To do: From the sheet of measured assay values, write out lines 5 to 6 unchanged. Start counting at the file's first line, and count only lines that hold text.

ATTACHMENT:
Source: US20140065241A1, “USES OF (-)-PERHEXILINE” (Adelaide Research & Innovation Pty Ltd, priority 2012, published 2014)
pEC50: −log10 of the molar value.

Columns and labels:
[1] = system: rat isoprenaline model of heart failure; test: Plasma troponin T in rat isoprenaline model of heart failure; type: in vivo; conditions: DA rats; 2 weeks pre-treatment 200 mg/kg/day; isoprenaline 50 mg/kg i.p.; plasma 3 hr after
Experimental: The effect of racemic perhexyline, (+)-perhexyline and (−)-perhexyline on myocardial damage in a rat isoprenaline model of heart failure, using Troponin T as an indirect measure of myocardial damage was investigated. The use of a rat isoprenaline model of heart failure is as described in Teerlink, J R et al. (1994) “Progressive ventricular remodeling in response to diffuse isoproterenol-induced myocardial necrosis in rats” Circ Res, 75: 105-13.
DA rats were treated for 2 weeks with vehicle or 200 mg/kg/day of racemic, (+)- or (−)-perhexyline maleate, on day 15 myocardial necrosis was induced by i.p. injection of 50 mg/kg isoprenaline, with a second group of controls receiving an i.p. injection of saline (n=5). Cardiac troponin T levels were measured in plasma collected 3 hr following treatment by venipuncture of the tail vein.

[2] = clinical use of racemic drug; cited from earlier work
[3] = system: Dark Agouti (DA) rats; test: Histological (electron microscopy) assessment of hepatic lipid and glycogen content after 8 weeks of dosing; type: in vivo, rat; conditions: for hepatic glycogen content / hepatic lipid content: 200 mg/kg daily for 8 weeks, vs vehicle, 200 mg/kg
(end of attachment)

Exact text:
Experimental: The effect of racemic perhexyline, (+)-perhexyline and (−)-perhexyline on myocardial damage in a rat isoprenaline model of heart failure, using Troponin T as an indirect measure of myocardial damage was investigated. The use of a rat isoprenaline model of heart failure is as described in Teerlink, J R et al. (1994) “Progressive ventricular remodeling in response to diffuse isoproterenol-induced myocardial necrosis in rats” Circ Res, 75: 105-13.
DA rats were treated for 2 weeks with vehicle or 200 mg/kg/day of racemic, (+)- or (−)-perhexyline maleate, on day 15 myocardial necrosis was induced by i.p. injection of 50 mg/kg isoprenaline, with a second group of controls receiving an i.p. injection of saline (n=5). Cardiac troponin T levels were measured in plasma collected 3 hr following treatment by venipuncture of the tail vein.